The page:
“He was making numerous movements that appeared that he was holding a weapon and was going to shoot at police,” Paoletti told The Associated Press.
The driver then fled back into Illinois where he ditched the vehicle for a second stolen car, Paoletti said.
Soon afterward, the fleeing car struck a pedestrian, said Robert Kowalski, the police chief of Sauk Village, Illinois. The pedestrian was taken to a hospital but Kowalski provided no details on the person’s condition.
“It’s a shame because it was an innocent bystander just out for a morning walk,” Kowalski said. “The best time to walk around here is in the morning. It’s nice and quiet.”
Kowalski said the Crete officers broke off the chase to help the pedestrian and Indiana police were notified by radio that the suspect’s car was heading east.
Indiana officers soon confronted the car, but Indiana State Police spokesman Master Trooper Glen Fifield said he couldn’t immediately confirm whether the person shot was armed or what prompted officers to open fire.
Multiple officers from the Dyer, St. John and Lake County police departments were involved, Fifield said.
Witness Ben Dykstra said the fleeing car side-swiped his vehicle and shots rang out just after he pulled over into the gas station.
“The officers were trying to break the windows of the car,” he told WLS-TV. “Then they started shooting. I don’t know if the suspect had a gun or what.”UPDATE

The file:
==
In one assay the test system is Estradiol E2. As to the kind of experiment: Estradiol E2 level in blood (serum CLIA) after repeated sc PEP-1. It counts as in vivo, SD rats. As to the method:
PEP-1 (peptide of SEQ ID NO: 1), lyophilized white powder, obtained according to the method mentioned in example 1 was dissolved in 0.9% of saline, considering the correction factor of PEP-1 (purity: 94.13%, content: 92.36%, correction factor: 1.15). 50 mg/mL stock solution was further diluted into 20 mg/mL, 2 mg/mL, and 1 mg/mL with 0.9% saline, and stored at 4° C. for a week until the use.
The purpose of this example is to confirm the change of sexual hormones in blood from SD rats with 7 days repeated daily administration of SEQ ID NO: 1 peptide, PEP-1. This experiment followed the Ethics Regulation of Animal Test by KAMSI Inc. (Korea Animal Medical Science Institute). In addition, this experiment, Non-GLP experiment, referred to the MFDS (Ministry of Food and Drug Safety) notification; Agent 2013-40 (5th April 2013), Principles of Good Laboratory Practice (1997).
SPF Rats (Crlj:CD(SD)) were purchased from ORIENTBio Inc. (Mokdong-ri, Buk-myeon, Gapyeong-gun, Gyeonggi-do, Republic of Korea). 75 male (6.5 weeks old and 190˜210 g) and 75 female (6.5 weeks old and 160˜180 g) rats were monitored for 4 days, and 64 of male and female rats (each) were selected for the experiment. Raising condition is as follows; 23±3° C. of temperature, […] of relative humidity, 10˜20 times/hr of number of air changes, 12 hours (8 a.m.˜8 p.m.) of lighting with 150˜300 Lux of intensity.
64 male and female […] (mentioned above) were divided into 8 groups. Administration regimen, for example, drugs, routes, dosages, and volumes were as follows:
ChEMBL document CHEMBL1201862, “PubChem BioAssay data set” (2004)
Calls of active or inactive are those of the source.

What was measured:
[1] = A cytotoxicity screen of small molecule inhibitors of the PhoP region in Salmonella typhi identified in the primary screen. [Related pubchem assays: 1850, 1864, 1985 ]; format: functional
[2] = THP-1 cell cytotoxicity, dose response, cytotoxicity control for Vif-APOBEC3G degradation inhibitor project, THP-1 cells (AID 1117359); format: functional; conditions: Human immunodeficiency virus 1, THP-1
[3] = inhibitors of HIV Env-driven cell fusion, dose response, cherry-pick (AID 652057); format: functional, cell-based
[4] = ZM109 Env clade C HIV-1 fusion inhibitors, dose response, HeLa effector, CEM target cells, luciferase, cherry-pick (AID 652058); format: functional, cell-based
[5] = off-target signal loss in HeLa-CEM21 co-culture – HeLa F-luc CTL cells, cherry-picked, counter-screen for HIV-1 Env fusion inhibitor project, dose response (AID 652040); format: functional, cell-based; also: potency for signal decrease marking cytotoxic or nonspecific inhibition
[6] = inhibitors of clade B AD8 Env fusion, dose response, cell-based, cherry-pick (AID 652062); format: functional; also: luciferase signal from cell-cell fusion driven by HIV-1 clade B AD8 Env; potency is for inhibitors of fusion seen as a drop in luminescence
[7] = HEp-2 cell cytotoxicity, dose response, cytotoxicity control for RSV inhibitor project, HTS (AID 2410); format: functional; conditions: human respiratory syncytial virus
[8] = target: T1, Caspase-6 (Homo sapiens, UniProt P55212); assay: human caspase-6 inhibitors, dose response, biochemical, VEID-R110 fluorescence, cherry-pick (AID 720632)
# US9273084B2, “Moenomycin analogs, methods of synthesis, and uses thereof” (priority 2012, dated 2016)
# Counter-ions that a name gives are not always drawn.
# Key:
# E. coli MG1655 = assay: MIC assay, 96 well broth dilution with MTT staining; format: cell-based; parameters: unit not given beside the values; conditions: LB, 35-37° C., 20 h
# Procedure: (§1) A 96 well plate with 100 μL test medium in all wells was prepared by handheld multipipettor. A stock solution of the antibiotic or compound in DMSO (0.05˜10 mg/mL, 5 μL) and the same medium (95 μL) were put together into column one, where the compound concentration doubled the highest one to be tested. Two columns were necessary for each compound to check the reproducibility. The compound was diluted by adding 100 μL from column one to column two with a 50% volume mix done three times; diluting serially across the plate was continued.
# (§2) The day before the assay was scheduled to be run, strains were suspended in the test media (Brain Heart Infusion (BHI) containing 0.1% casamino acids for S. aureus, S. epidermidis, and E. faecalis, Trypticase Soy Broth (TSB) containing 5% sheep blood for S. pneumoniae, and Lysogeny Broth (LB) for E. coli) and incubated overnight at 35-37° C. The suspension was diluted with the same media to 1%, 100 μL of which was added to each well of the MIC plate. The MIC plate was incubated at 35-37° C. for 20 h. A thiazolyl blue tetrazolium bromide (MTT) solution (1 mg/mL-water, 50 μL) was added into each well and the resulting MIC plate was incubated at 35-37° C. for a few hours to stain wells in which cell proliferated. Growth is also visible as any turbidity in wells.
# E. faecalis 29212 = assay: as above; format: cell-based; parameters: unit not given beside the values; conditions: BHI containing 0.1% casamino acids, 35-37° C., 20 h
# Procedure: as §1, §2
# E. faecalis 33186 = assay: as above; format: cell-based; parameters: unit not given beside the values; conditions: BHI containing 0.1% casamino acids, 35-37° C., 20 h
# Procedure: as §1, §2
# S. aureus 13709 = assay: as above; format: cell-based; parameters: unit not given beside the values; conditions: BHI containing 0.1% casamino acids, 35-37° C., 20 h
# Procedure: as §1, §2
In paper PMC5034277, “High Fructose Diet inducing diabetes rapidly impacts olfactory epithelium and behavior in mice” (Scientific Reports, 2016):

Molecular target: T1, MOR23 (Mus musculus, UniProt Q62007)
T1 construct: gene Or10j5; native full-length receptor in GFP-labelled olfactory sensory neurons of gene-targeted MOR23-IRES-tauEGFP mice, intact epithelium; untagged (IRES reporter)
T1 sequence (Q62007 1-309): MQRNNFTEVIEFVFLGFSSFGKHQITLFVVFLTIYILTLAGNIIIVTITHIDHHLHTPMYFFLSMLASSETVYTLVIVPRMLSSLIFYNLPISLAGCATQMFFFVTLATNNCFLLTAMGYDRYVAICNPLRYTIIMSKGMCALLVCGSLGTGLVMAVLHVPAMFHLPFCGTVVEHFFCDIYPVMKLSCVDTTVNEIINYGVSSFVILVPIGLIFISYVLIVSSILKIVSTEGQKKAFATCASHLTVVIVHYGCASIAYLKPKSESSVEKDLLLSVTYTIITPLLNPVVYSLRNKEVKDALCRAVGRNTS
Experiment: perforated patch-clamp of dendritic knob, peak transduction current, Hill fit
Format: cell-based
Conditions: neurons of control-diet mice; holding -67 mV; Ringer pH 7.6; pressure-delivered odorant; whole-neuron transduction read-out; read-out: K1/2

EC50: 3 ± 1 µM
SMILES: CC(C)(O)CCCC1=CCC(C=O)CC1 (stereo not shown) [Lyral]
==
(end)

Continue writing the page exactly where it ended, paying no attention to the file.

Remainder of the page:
Indiana State Police issued this statement Thursday night:
The officers involved with the Lake County Sheriff’s Department, St. John Police Department and Dyer Police Department have been placed on paid administrative leave per their respective departments administrative procedures. This is standard protocol with officer involved shootings.”
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CROWN POINT, Ind. (AP) – A northwest Indiana firefighter has been charged with battery for allegedly throwing a female police officer into a snowbank last winter.
Thirty-eight-year-old Kevin S. Stumpe of Dyer was charged Wednesday with felony battery stemming from February’s alleged attack on Schererville police Officer Jennifer Zukley.
The (Munster) Times reports Zukley and Stumpe, along with three other firefighters, were responding to an alarm call in Schererville.
Court documents say Zukley was standing near the entrance of the building when Stumpe asked if she knew what a white wash is.
He allegedly directed her outside and while there court documents say Stumpe squeezed Zukley’s neck and slammed her into a pile of hardened snow.
Zukley told detectives she repeatedly told Stumpe to stop and tried to resist going into the snow.
INDIANAPOLIS (AP) – Indiana state and federal agencies announced Monday a short-term deal to keep Amtrak service between Indianapolis and Chicago going and are working on a long-term agreement.